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The Parkinson’s Story Exchange is a US-based initiative that records and shares conversations with people affected by the condition. We spoke to the founder Johanna O’Day about the importance of increasing empathy between researchers and patients, being moved by her mum’s care work – and her plans to start conversations worldwide
Tell us a bit about yourself.
I’m a bioengineering PhD candidate at Stanford University, California, US. My work tries to better understand the biomechanical and neurological mechanisms underlying motor symptoms in Parkinson’s.
At university, I was absolutely fascinated to learn about how the brain works – and also what happens when it doesn’t work. I love to be active and outside as much as possible and so I wanted to help those whose mobility had been taken from them.
What is The Parkinson’s Story Exchange?
The Parkinson’s Story Exchange is an initiative that seeks to increase empathy between Parkinson’s researchers and people affected by the condition. It was created in partnership with StoryCorps – a US non-profit organisation with a mission to record, preserve and share the stories of Americans.
It mainly involves 40-minute audio recordings where people can share whatever they want. Often, they share life stories and experiences that make them smile, laugh and even cry. Anyone can take part. We have had people living with the condition, campaigners who run Parkinson’s exercise programmes and also staff from Stanford University.
My main aims were to give people a platform to share their stories – or record them to keep for themselves and their family. Some of the stories are available on the Stanford University website so that researchers can listen and get a better idea of the humans behind the condition. The website also features cartoon profiles of our research team to help give people with Parkinson’s a better idea of who they are.
Have you been personally affected by Parkinson’s?
My initial motivation for the project was through my mum. She worked at a nursing home when we were growing up and I would always make the rounds with her at night, where she would stop and talk to each and every resident before leaving.
I was always annoyed that we had to take the time to do this before going home – and it wasn’t until I got older that I realised why she did this. People just need to be heard, she would always say, especially when you’re older – it’s so valuable to have someone listening.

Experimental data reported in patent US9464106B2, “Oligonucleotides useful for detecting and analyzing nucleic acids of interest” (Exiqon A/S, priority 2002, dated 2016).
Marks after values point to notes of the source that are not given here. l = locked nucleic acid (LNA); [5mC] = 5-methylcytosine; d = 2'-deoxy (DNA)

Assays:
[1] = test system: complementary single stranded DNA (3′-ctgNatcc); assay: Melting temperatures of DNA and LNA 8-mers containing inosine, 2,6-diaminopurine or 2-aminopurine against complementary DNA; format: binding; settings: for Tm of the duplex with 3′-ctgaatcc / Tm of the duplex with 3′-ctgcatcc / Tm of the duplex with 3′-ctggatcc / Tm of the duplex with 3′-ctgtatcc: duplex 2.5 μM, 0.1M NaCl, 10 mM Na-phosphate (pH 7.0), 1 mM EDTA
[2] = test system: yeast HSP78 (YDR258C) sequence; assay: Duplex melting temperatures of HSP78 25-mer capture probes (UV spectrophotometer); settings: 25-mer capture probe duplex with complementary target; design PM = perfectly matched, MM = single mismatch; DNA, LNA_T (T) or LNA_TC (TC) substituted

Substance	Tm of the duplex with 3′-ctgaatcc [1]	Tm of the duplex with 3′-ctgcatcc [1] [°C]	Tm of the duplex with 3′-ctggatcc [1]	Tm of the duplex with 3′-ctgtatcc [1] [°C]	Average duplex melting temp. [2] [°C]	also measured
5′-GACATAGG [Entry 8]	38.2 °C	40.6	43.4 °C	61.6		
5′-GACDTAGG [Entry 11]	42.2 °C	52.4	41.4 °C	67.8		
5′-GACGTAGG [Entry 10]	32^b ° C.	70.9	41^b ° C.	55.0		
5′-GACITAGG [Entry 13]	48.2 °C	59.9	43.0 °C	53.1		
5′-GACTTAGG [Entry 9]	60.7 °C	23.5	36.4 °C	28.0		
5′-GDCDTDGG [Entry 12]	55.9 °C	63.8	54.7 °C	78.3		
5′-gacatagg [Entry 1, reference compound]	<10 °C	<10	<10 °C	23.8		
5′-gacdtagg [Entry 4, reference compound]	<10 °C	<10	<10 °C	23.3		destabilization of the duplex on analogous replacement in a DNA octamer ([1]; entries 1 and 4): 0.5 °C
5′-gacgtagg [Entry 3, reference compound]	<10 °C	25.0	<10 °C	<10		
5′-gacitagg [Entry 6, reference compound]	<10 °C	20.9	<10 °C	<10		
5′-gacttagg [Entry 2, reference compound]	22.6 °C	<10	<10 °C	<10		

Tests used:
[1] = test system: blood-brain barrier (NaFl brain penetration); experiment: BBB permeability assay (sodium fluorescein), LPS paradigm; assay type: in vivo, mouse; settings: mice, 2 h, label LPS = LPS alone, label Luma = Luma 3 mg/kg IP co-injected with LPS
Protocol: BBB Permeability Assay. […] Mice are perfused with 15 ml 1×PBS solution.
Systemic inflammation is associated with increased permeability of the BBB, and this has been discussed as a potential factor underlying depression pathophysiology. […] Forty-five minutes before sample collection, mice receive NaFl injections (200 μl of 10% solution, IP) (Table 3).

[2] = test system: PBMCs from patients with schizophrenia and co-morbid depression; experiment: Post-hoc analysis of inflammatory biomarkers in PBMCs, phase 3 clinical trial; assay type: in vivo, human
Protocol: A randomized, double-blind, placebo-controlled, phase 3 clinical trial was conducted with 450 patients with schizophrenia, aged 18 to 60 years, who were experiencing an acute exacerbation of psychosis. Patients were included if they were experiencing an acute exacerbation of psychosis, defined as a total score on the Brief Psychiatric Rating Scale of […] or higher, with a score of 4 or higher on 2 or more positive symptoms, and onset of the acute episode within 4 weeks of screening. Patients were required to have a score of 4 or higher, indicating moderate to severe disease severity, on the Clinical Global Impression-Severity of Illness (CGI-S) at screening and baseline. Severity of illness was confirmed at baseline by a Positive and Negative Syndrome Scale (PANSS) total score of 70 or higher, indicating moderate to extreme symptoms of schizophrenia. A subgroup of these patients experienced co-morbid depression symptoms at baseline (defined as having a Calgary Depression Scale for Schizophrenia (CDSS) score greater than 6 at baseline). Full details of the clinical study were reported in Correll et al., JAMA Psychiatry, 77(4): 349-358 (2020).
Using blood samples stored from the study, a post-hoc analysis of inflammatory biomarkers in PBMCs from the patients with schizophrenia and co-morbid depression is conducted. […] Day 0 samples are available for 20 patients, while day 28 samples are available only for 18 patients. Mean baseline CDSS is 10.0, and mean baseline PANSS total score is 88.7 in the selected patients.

I started to have the same experience when I talked to people here at Stanford University. I realised how special it was to connect with people affected by Parkinson’s.
What do the interviewees talk about?
Often people will openly talk about their Parkinson’s, but I never ask anyone directly to talk about it – especially if they don’t want to. Parkinson’s is a significant part of most people’s recordings and they weave it into their story as they talk. It’s not more significant, however, than when people talk about their families or their careers or accomplishments or most embarrassing moments.
People’s stories really colour their lives and I love to listen and see it all play out.
What has been the response from the people who have taken part in The Parkinson’s Story Exchange?
It’s been overwhelmingly positive. I cannot be thankful enough for all of the people I have met through this project. Recording these stories is always the best part of my day!
I constantly receive emails from people saying they are still thinking about the experience and are forever changed. They treasure their stories and report sharing them with family and friends.
Why is it important to increase empathy between researchers and patients?
Understanding a disease on a molecular or cellular level is absolutely fascinating and wholly important for research progress. However, the reason why we are studying Parkinson’s in the first place is to help humans living with it. I think getting deep into the research can cause you to forget this.
If I wasn’t reminded daily about how Parkinson’s affects people, then I think I might have a different perspective on my work. I hope to give other researchers the same experience. When you listen to another person’s story and hear how their voice changes when they talk about an experience, your humanness takes over and you empathise. I also want patients to see the people that are working hard to help them, and understand the research going on in the field.
What are your future plans for the project?
I want to continue to collect stories locally at Stanford, but also recruit people nationwide, and even worldwide. I think this project could translate well to other researchers and diseases – and I hope to share this model so that more people can start having conversations.
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